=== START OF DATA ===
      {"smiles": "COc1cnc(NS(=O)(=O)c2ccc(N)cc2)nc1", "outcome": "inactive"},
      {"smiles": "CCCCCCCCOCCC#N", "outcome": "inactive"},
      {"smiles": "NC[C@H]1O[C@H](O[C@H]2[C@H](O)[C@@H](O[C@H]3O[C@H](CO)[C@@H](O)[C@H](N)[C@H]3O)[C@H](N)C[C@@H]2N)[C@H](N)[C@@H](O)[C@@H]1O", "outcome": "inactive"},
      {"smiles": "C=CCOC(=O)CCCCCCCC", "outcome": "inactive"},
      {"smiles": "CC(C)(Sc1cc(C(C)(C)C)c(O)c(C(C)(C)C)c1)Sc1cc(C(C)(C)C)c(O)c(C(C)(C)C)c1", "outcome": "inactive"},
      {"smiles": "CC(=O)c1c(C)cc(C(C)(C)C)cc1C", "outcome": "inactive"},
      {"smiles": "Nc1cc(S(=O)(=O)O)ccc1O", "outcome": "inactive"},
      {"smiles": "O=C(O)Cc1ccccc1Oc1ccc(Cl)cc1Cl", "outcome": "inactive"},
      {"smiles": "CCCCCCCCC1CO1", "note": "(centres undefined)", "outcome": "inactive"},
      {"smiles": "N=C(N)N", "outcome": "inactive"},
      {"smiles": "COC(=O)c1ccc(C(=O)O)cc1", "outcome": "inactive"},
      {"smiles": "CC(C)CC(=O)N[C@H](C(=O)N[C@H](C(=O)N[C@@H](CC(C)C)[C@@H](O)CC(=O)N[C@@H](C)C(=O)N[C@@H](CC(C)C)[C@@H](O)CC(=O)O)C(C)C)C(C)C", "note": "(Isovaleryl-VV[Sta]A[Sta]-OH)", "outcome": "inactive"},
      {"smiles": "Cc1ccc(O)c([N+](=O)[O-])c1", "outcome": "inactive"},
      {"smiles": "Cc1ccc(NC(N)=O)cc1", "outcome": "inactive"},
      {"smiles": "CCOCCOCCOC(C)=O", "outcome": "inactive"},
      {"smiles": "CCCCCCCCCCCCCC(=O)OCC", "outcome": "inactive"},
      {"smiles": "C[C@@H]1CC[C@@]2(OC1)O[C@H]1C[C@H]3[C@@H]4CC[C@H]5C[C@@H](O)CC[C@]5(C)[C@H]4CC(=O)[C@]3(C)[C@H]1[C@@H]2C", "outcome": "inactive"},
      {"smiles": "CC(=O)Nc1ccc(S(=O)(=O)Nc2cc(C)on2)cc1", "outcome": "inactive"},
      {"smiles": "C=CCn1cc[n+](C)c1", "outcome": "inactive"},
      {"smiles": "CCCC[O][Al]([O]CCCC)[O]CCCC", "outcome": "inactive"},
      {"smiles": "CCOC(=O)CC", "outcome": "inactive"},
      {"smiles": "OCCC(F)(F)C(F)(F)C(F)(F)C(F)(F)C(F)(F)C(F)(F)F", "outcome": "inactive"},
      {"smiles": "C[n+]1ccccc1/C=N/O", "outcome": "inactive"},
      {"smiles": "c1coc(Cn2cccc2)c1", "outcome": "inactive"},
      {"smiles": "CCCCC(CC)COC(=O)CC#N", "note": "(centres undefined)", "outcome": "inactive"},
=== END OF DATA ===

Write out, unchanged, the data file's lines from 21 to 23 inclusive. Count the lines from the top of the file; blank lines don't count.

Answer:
      {"smiles": "CCOC(=O)CC", "outcome": "inactive"},
      {"smiles": "OCCC(F)(F)C(F)(F)C(F)(F)C(F)(F)C(F)(F)C(F)(F)F", "outcome": "inactive"},
      {"smiles": "C[n+]1ccccc1/C=N/O", "outcome": "inactive"},